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What is Sensory Friendly Clothing?

Have you heard of sensory friendly clothing before? Even if you may not have heard about it before, there is a very high chance that you actually own something that qualifies as sensory friendly clothing!

Sensory friendly clothing is clothing designed for those who have touch sensory sensitivities.

As a refresher, some people experience sensory overload through one or more of the five senses:

  • sight
  • smell
  • taste
  • hearing
  • touch

In clothing, the sense that is usually the most affected is our sense of touch.

Common causes of overstimulation in clothing include:

  • tags in clothing
  • rough seams
  • certain fabric textures
  • fit of clothing

Sensory friendly clothing is the solution to overstimulation from clothing! Sensory friendly clothing comes in many different types and designs.

Some examples of sensory friendly clothing include:

  • tagless clothing
  • seamless clothing
  • soft seam finishes
  • different fabric textures
  • various fits for garments

Tagless clothing

Instead of having sewn-in tags, clothing can have labels printed on the inside of the garment. As of right now, this is only really popularized on a wide scale for casual garments like t-shirts. The problem with printed labels is that they may not be as durable and wear-resistant compared to sewn-in labels. Although it's also important to consider that printed labels can last longer than the sewn-in labels since they wouldn't be cut off.

This is a conversation that the industry has been debating for a while and has recently been gaining more traction. On June 20th (just 3 days ago!) the Business of Fashion wrote an article titled "The Fashion Industry's War on Clothing Tags." We'll talk more about this article in tomorrow's blog post!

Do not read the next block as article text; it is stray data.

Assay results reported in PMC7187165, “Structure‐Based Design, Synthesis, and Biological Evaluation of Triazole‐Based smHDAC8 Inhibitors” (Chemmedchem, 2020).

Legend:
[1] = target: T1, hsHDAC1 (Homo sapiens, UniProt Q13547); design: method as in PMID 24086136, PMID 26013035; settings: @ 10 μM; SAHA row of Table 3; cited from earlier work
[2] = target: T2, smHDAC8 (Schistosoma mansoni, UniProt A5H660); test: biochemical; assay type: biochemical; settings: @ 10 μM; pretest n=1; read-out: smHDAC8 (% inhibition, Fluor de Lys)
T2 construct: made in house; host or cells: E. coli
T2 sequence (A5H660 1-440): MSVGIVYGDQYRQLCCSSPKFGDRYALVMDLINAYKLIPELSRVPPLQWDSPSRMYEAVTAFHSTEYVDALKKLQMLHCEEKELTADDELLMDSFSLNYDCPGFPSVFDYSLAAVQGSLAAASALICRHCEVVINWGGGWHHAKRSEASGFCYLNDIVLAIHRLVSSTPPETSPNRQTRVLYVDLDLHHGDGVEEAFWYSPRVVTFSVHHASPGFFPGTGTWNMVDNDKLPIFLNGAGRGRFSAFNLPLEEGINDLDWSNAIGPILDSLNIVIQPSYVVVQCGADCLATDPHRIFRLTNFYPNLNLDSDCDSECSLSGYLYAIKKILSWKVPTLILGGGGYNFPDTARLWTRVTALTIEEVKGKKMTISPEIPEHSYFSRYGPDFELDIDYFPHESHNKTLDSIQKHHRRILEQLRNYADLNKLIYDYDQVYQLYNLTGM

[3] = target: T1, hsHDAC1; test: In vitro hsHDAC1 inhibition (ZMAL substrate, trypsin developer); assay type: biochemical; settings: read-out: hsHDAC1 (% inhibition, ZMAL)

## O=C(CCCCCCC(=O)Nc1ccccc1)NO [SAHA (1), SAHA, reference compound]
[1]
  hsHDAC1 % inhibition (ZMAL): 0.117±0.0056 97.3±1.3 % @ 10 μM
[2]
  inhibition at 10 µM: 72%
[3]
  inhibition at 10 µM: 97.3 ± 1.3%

Seamless clothing

Seamless clothing has no stitches or seams, which is a new and innovative way of manufacturing clothing. The absence of stitches and seams brings a number of benefits in addition to the comfort that it brings! A lot of athletic wear and underwear are made to be seamless.

Soft seam finishes

Softer seam finishes can be an alternative solution to addressing the discomfort that certain seam finishes can cause. The type of seam finishes that work best for creating sensory friendly clothing is often dependent on a personal preference. Most often, it is preferred that if the garment is going to be touching the body, the seam lays flat.

Different fabric textures

Similar to the seam finishes, different fabrics affect people differently. While some people may prefer plain, soft fabrics such as a cotton jersey knit, others may prefer something with a little bit more texture like a waffle knit or even a piled fabric like velvet or corduroy. Each person perceives a fabric's sensation differently.

Various fits for garments

Just like the fabric textures, this can come in plenty of different ways. Examples of fits can fall on either side of the spectrum. For instance, this can include a tight, glove-like fit that hugs the body so there is less variance of touch and friction based on movement. Clothing that hugs the body allows for a consistent pressure to be placed evenly throughout the body so that the body does not need to react to the fabric touching various parts of the body every time the person wearing the clothes moves.

The complete opposite of this is also an example of a sensory friendly clothing item. Some people cannot handle the constant stimulation of clothing touching them and instead feel better with looser fits. Looser-fitting clothing that falls away from the body can be more comfortable for people who feel restricted by their clothing.

Another example of this would be different necklines. Wider necklines tend to be considered more sensory friendly because narrower necklines can feel restricting to some people.


Sensory friendly clothing is something that benefits a lot more people than we realize. Sometimes people are not aware of how their clothing could be better until they are conscious of what options are available to them. Having these conversations where we learn more about what is available helps bring access to people who may not even know they need it. Knowing the proper terms helps people find solutions beyond cutting the tags off themselves!

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